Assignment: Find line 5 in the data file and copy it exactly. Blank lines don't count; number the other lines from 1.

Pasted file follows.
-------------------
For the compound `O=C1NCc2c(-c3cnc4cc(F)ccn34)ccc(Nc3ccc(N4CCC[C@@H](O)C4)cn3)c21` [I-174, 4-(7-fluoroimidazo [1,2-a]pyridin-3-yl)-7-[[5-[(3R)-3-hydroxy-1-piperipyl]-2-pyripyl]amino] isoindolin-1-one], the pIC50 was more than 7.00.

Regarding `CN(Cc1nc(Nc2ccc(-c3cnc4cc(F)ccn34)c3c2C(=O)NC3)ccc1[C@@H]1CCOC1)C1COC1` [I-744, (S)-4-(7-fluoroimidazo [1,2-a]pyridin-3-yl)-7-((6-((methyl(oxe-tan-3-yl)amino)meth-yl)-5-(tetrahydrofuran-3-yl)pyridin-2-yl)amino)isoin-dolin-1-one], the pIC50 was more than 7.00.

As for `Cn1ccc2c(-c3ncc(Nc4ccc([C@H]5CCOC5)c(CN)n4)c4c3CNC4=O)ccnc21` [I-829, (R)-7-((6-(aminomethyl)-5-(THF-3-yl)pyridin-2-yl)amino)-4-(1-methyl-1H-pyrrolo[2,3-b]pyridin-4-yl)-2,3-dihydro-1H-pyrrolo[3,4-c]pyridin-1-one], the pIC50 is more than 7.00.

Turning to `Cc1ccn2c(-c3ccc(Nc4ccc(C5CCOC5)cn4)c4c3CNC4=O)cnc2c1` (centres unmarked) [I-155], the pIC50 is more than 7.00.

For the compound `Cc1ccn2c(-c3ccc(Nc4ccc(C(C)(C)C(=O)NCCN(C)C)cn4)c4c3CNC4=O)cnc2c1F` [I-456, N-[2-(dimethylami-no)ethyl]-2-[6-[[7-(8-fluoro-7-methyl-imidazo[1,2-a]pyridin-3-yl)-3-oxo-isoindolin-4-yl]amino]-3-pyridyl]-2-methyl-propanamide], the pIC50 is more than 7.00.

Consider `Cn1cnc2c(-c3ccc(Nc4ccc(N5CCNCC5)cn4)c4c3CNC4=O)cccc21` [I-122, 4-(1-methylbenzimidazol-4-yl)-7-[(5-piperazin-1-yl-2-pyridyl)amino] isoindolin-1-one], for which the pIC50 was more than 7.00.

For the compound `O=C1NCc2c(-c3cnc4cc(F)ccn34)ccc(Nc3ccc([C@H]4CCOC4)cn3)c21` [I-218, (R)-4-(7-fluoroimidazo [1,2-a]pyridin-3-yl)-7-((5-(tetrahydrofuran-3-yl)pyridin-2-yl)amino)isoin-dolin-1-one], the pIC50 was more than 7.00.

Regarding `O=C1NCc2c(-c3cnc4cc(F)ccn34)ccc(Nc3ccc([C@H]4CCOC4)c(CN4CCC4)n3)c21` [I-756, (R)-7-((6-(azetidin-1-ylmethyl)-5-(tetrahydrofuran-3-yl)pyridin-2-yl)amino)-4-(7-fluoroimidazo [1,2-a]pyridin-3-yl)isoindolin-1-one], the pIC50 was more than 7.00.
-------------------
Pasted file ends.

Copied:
For the compound `Cc1ccn2c(-c3ccc(Nc4ccc(C(C)(C)C(=O)NCCN(C)C)cn4)c4c3CNC4=O)cnc2c1F` [I-456, N-[2-(dimethylami-no)ethyl]-2-[6-[[7-(8-fluoro-7-methyl-imidazo[1,2-a]pyridin-3-yl)-3-oxo-isoindolin-4-yl]amino]-3-pyridyl]-2-methyl-propanamide], the pIC50 is more than 7.00.